TeraStorm, a CGI superhero film by Afrikana Digital, has been chosen to represent Kenya in the International Best Feature Film category for the 95th Academy Awards.
Written and directed by Andrew Kaggia, TeraStorm is the first animated film ever presented for an Oscars nomination by an African country. In addition, it was produced entirely in Kenya, which marks a huge leap forward for the Kenyan animation industry on the world stage.
In this groundbreaking film, a group of elite heroes unites in an attempt to vanquish an ancient wizard who threatens to destroy the earth with a powerful, mysterious artefact.
Featuring an ensemble of Black African superheroes for the first time in a feature film, it was brought to life by the voice talents of Arabron Nyyneque, Ali Mwangola, Melvin Alusa, Sara Muhoho, Maryianne Nungo, Peter Mudamba, and Mungai Kiroga.
The Kenya Oscars Selection committee received four submissions, TeraStorm by Afrikana Digital, Click, Click bang by Phil- It productions ltd, Chaguo by Good Karma Fiction Africa Ltd, and Rising Sun by Kevin Osoo.
According to them, these submissions paint a bright picture for the future of Kenyan film, showing that the industry is ready to compete in the international market.
In addition, Krysteen Savane, the chairperson, has noted a general improvement in story and acting. The committee, however, recommends engagement with the film industry through a workshop to educate them on the requirements of Oscar submissions.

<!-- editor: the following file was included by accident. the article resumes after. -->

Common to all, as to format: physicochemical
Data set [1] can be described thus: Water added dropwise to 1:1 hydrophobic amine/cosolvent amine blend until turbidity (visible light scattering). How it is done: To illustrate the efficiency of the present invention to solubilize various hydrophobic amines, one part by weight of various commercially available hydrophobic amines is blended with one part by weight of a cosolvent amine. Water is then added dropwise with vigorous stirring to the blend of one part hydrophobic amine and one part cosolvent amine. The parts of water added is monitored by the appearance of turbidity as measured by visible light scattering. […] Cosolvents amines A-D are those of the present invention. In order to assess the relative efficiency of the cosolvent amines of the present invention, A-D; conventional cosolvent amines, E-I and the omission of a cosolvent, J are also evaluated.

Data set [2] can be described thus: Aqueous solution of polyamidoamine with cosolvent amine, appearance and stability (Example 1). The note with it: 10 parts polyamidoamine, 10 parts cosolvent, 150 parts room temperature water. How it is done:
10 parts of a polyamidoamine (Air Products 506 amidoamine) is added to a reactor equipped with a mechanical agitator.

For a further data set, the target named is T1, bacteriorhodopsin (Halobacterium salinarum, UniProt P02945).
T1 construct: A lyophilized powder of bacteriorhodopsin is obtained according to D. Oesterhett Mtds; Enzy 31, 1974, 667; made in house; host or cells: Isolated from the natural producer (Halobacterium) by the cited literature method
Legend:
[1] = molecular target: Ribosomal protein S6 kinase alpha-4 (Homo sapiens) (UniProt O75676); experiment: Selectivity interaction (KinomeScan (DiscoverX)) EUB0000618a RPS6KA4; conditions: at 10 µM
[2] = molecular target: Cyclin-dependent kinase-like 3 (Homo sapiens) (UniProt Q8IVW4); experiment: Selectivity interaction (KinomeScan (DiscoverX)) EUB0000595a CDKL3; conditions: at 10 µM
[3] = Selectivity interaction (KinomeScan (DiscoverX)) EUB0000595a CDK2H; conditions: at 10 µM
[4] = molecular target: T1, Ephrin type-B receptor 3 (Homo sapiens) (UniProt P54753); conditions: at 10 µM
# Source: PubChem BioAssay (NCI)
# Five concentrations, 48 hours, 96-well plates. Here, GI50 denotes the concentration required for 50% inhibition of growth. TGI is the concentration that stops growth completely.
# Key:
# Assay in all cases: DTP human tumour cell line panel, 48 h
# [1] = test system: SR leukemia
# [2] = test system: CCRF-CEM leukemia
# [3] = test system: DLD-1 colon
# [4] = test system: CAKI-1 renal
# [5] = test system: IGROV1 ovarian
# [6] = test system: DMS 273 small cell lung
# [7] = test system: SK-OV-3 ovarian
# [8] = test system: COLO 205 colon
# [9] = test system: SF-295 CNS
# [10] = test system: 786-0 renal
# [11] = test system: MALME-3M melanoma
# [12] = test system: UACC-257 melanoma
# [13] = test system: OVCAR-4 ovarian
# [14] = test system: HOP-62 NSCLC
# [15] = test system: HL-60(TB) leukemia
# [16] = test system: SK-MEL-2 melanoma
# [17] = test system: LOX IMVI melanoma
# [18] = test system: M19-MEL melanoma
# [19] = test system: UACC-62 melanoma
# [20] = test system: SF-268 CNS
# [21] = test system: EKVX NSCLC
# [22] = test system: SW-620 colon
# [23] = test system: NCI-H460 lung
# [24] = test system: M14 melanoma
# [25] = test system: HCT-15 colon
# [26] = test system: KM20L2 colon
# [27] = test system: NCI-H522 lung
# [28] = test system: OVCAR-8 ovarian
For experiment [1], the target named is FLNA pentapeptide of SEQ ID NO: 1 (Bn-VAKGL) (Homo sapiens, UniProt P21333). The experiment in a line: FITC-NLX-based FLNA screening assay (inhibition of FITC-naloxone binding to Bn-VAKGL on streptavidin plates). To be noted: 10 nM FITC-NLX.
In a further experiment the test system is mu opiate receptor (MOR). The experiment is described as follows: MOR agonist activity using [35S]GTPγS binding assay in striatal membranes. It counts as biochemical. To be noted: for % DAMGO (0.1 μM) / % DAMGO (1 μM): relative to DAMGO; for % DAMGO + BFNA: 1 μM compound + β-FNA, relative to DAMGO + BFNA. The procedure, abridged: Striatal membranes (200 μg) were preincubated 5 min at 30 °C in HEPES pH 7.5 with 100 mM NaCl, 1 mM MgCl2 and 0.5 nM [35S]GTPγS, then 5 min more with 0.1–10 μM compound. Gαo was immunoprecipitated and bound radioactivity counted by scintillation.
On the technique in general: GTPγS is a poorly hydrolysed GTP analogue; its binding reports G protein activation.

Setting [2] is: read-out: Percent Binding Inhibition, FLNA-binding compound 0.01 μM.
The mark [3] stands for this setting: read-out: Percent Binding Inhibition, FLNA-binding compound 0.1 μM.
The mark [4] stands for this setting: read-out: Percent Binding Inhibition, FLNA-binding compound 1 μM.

The current members of the commission, who assumed office in 2020, are Krysteen Savane- Chairperson, Alamin Virani- Secretary; Fatma Wandia – Producers Guild, Joy Alunga – Association of Animation Artists Kenya, Patricia Mataga- Writers’ Guild, Mwendwa Mutua – Riverwood Ensemble, Emily Wanja- EA Documentary Film Fund and Serah Mwihaki – Kenya Scriptwriters’ Guild.
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Regardless of Africa's improvement in the film industry, they are yet to feed into the Oscar best international feature film category, with only 10 of the continent’s 54 countries entering the race last year, in contrast to a groundbreaking 12 the previous year.
Kenya broke into the international feature film scene in 2016 with the critically acclaimed Nairobi Half Life, followed by Kati Kati the next year.
In 2018, the feel good superhero film Supa Modo was selected to be Kenya’s contender, beating Wanuri Kanuhiu’s Rafiki in a hotly contested race for the year’s Kenyan Oscar bid. To date, no Kenyan film has received an academy award.